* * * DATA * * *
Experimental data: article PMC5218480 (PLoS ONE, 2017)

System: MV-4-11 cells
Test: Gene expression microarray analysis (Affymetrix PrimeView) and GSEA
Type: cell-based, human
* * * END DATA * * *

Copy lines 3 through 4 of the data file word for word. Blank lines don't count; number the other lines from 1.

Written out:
Test: Gene expression microarray analysis (Affymetrix PrimeView) and GSEA
Type: cell-based, human